Whether you call them resolutions or goals, everyone has at least a couple when going into the New Year. Making a list is the easy part – it’s actually keeping resolutions that’s tricky. Sticking to a goal can be challenging, but here are a few books that will keep your motivation alive when you feel like you’re falling behind.
In Defense of Food
Everyone makes a resolution to eat clean or improve their diet after the binge-fest that is the holiday season. In Defense of Food delves into the Western diet, how it has evolved, and what it means for our health and our future. Michael Pollan argues that what we eat is no longer a product of nature, but of food science. Because of this, we’ve lost a way of eating that is vital to our health and well-being. This book encourages you to think more thoughtfully about food and nutrition while bringing pleasure back to eating what nature can provide us. If you want to understand more about where our food comes from and where it’s headed, check out this book.
The Life-Changing Magic of Tidying Up
Okay, okay, I know you’ve heard of this one, especially if you caught the newly released Netflix series that hit your screens this month. If you told yourself that you’re going to clean house and get rid of the unnecessary stuff (and everyone has), you NEED this book. Instead of sorting through everything room by room, Marie Kondo advocates cleansing by category and finding the items that spark joy – most of which don’t. People can actually live with fewer things than they think, and The Life-Changing Magic of Tidying Up is the inspo you need to get started.
What You Should Know About Politics… But Don’t
If you set a goal to educate yourself on current events, this is the book for you. In our current climate, it’s more important than ever to stay informed about the world around us – even if that means becoming familiar with views that don’t necessarily align with our own. What You Should Know About Politics… But Don’t is a bipartisan guide to the Left and the Right. It breaks down who stands for what (and why) on issues like health care, immigration, climate change, and education. Jessamyn Conrad makes it a lot easier to understand the murky world that is American politics.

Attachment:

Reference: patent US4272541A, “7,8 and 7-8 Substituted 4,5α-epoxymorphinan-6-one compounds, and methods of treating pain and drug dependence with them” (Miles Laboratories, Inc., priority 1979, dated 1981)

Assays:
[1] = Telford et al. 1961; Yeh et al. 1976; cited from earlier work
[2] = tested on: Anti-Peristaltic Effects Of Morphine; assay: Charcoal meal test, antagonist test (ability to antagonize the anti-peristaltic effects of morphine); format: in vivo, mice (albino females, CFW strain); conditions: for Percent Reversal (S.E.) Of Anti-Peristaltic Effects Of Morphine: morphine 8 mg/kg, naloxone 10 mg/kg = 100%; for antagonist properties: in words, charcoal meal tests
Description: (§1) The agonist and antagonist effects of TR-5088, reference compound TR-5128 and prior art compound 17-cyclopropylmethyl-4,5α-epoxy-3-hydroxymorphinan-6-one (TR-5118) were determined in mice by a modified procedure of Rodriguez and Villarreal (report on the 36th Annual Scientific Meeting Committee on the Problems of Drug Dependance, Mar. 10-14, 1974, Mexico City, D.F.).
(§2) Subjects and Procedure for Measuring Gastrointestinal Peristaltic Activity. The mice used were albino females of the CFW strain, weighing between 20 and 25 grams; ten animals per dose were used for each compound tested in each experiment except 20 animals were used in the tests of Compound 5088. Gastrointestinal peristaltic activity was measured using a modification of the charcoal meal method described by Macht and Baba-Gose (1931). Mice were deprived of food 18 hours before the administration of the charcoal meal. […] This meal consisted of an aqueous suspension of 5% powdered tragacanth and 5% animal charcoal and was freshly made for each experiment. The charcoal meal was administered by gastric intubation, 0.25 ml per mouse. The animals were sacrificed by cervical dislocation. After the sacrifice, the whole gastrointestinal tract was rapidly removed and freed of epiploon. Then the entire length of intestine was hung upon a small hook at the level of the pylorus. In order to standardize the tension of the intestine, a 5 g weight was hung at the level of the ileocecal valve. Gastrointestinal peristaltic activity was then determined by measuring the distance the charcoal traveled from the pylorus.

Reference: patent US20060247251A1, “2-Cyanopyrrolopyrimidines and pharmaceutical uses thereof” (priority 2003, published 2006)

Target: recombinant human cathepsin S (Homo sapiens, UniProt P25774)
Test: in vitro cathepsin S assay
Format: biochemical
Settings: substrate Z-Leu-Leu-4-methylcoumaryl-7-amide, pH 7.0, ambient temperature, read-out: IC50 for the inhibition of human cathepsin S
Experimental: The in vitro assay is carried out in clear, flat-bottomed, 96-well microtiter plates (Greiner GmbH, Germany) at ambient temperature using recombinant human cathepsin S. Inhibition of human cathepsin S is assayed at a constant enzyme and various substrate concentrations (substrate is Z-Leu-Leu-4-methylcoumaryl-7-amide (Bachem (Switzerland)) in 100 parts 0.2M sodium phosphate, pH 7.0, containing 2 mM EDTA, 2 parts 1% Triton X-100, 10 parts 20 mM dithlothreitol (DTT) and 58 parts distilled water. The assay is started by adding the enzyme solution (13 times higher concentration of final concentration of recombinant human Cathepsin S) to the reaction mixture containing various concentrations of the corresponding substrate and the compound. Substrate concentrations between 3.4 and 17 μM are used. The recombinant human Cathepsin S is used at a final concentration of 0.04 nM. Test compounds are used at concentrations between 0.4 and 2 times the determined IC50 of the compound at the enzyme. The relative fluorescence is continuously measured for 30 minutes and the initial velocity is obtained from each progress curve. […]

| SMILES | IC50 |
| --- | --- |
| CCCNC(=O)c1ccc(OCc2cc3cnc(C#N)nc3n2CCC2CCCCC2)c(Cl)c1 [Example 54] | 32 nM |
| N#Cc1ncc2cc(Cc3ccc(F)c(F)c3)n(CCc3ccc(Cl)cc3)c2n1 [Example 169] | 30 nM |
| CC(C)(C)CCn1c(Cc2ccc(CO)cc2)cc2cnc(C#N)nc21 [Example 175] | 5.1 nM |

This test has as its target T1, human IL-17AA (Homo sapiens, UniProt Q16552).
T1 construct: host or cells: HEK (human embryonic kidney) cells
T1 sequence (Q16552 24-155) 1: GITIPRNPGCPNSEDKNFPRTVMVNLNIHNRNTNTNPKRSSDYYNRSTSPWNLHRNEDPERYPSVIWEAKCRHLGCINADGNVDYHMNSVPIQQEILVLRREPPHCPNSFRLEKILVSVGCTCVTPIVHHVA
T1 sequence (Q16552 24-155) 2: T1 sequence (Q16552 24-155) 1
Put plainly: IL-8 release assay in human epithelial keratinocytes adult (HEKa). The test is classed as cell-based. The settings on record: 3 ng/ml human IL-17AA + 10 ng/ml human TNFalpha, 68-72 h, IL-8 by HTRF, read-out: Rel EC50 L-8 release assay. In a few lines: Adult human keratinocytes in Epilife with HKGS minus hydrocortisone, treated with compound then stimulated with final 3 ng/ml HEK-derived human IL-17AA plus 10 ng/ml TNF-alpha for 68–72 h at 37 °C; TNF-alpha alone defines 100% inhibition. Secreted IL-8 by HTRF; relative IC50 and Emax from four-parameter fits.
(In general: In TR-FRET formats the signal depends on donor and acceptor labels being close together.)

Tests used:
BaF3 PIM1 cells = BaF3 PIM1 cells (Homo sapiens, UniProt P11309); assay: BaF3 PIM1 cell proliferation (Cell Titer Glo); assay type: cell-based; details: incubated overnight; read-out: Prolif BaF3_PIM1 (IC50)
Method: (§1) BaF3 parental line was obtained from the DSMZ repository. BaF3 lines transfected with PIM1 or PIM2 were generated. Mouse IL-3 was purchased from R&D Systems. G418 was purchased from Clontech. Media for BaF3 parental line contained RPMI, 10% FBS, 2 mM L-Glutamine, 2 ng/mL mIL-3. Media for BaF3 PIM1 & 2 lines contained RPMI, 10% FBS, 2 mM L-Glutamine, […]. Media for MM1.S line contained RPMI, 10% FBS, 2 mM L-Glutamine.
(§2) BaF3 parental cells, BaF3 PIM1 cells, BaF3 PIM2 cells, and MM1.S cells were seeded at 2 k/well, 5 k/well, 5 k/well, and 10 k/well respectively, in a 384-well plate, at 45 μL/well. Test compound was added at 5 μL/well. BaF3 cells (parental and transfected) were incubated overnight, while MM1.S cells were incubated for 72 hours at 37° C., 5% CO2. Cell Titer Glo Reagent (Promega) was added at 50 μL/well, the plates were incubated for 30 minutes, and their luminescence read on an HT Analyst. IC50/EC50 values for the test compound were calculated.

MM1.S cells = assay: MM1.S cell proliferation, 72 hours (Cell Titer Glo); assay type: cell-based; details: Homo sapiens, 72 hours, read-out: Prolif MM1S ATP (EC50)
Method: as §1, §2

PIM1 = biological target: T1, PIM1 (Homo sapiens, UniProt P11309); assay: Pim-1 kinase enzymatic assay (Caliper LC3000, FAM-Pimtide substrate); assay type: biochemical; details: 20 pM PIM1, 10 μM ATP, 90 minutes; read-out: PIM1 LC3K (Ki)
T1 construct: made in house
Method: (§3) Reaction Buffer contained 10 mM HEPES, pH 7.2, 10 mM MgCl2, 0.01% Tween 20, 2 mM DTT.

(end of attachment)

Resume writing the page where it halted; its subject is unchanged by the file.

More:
I’ll say it: After I read this book, I seriously considered quitting my full-time job and did a ton of research on hiking the entire length of the Appalachian Trail. Women especially will find this book inspiring because Cheryl Strayed hiked the Pacific Crest Trail entirely on her own. In this book, she details the struggles of her past and her time on the trail with visceral prose. While you might not have a goal to hike thousands of miles with a single backpack, Wild is worth a read if you have an affinity for the outdoors or vowed to spend more time there.
Need general motivation or just a good pick-me-up read? Look no further than Michelle Obama’s autobiography. As First Lady of the United States and the first African American to hold that title, Michelle Obama made her White House the most welcoming and inclusive it’s been in history. A figure beloved for not only her political achievements but for her wit, charm, poise, and style, Becoming is an intensely personal look into what made the FLOTUS who she is today.
Written by Emma Lifvergren, Staff Writer